Classical music fans: favorite video recordings of famous works

Wonderful soloist!

I’m glad to see that I’m not the only fan of King’s here. :slightly_smiling_face:

GreenWyvern, your Bach above reminded me of Wachet Auf. I wish Voces8 would do it, but this isn’t bad at all:

A fun setting and a beautiful performance by Magdalena Kožená

Strings? We don’t need no stinkin’ strings.

(Neither krumhorns nor sackbuts – but I used to have a recording of this that included serpents.)

And here’s my favourite Pachelbel:

Yes, that’s a pretty good version.

And a great version of Pachenbel’s Canon.

You might like this performance of the Water Music for a BBC documentary reconstructing the original performance on a barge, using period instruments (and costumes!)

Possibly the best rendition of “Ständchen” by Schubert, performed by Khatia Buniatishvili

Close your eyes and relax to this one! :relieved:

Open-air concert with Shostakovich’s Waltz No. 2:

I have to add this “modern classic” that blew me away the first time I heard it. (It’s also a good chance to practice your German skills! :slightly_smiling_face: )

It still blows me away ten years later!

Ninja’d. I’m not even a big fan of orchestral music, but I’ve queued this up on YouTube three or four times. Great piece of music, especially considering these were high school kids. I also enjoyed the manner in which Edward Gardner is able to convey the theme of the music with just his expressions - stern and forceful for “Mars”, serene and peaceful for “Venus”, whimsical and slightly silly for “Mercury”, etc. I enjoyed the video for his expressions as much as for the great music.

This thread wouldn’t be complete with a mention of Bach’s St Matthew Passion.

Over the years I would occasionally hear it described as the greatest work of classical music ever written, but I never got round to listening to it. When I eventually listened to the whole thing, it totally blew me away. It deserves to called the greatest work.

It’s certainly Bach’s greatest work.

But it’s a massive work in every sense: nearly 3 hours long, in German, for double choir, double orchestra, and six soloists. The effect of listening to it is cumulative. Emotionally, it becomes more moving and involving as you listen, especially if you follow the words in translation.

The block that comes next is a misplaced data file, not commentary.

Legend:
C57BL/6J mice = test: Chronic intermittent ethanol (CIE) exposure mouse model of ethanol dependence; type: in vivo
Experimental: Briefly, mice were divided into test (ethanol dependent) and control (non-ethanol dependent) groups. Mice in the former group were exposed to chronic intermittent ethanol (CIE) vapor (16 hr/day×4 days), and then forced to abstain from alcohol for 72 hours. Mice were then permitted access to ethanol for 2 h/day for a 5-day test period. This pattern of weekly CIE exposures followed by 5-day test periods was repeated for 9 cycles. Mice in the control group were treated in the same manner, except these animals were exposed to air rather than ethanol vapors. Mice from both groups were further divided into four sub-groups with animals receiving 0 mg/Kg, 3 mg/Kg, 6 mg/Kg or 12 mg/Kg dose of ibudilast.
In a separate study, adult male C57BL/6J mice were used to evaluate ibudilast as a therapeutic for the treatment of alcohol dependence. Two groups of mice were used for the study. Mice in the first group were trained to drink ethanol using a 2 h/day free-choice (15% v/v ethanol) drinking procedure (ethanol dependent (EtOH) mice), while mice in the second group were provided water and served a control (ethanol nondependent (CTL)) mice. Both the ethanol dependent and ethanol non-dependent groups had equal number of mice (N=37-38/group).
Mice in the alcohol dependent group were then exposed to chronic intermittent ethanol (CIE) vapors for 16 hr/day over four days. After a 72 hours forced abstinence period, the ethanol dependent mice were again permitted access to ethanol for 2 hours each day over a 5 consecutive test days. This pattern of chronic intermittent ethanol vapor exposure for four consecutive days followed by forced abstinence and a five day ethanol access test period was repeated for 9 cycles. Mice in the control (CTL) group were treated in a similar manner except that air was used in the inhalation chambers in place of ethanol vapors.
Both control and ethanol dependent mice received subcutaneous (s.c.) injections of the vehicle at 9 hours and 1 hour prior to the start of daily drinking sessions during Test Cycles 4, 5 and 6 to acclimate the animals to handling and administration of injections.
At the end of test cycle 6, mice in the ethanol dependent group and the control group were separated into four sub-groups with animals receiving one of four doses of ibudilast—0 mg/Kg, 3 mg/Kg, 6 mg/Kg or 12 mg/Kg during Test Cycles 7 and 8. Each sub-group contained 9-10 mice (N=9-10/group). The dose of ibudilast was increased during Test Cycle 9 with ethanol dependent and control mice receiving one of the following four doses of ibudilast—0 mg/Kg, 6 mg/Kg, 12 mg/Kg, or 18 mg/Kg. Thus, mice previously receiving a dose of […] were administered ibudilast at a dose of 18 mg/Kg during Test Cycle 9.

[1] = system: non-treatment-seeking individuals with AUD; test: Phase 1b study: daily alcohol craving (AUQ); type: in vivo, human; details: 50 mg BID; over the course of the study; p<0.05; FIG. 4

The story of Jesus’ trial and crucifixion is so well known that it’s become corny, but somehow Bach manages to put life and immediacy back into it again.

It’s a Christian story, but to me that’s irrelevant. I’m not a Christian, and you don’t have to be in order to enjoy it. If it were any other religious story, or myth, it wouldn’t matter. It’s a powerful story, brilliantly retold by Bach.

It’s scored for:

  • Double choir (8 choral parts)
  • Double orchestra
  • Two organs
  • Extra ‘ripieno’ choir for the opening movement.
  • 6 solo singers (plus a few extra short solo parts)

So there’s a tremendous richness and depth in the sound, with complex harmonies and polyphony.

Below I’ve posted a great musical introduction to the work.

It’s the Choir of King’s College again, but my excuse is that it is one the top choirs in the world, and exactly the type of choir that Bach wrote the work for. Period instruments are used in this performance as well.

The conductor, Sir Stephen Cleobury, was seriously ill at the time (2019), and died only a few months later. He had cancer of the face, and had undergone at least two operations, and one side of his face was paralysed – but he still elicited a magnificent performance.

He was greatly loved and respected throughout his 37 years as Director of Music at King’s, and everyone was giving of their best for him, for what they knew would be his last St Matthew Passion.

Here’s a wonderful introduction to the work (with plenty of musical excerpts) by James Gilchrist, who sang the part of the Evangelist:

Handel’s Messiah by Robert Wilson

https://www.youtube.com/watch?v=pSMHHO78Zfk

Thanks for this. Händel ties with Beethoven as my favorite composer. :smiling_face_with_three_hearts:

Here’s the astoundingly amazing Pretty Yende, a rising star in opera. Actually, not a rising star, she’s already a superstar.

And here is Pretty Yende in L’elisir d’amore, in one of her starring roles at the Met.